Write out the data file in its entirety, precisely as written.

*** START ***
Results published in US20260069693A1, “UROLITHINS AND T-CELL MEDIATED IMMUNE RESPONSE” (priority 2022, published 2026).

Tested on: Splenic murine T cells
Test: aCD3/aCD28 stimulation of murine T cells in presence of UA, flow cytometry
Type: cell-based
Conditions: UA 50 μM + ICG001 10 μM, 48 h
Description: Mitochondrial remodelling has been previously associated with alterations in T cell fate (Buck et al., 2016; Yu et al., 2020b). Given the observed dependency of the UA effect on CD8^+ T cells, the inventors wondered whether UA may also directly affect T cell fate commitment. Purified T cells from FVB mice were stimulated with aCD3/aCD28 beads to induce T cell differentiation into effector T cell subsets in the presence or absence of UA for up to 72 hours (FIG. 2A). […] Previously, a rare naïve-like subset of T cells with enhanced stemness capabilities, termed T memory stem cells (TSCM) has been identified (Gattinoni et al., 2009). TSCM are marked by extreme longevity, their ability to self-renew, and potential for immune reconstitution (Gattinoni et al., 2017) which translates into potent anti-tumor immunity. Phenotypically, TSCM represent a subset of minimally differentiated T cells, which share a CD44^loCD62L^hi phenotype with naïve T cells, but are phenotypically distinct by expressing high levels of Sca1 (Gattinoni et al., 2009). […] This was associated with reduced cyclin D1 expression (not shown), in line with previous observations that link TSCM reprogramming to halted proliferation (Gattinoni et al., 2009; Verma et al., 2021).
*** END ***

Results published in US20260069693A1, “UROLITHINS AND T-CELL MEDIATED IMMUNE RESPONSE” (priority 2022, published 2026).

Tested on: Splenic murine T cells
Test: aCD3/aCD28 stimulation of murine T cells in presence of UA, flow cytometry
Type: cell-based
Conditions: UA 50 μM + ICG001 10 μM, 48 h
Description: Mitochondrial remodelling has been previously associated with alterations in T cell fate (Buck et al., 2016; Yu et al., 2020b). Given the observed dependency of the UA effect on CD8^+ T cells, the inventors wondered whether UA may also directly affect T cell fate commitment. Purified T cells from FVB mice were stimulated with aCD3/aCD28 beads to induce T cell differentiation into effector T cell subsets in the presence or absence of UA for up to 72 hours (FIG. 2A). […] Previously, a rare naïve-like subset of T cells with enhanced stemness capabilities, termed T memory stem cells (TSCM) has been identified (Gattinoni et al., 2009). TSCM are marked by extreme longevity, their ability to self-renew, and potential for immune reconstitution (Gattinoni et al., 2017) which translates into potent anti-tumor immunity. Phenotypically, TSCM represent a subset of minimally differentiated T cells, which share a CD44^loCD62L^hi phenotype with naïve T cells, but are phenotypically distinct by expressing high levels of Sca1 (Gattinoni et al., 2009). […] This was associated with reduced cyclin D1 expression (not shown), in line with previous observations that link TSCM reprogramming to halted proliferation (Gattinoni et al., 2009; Verma et al., 2021).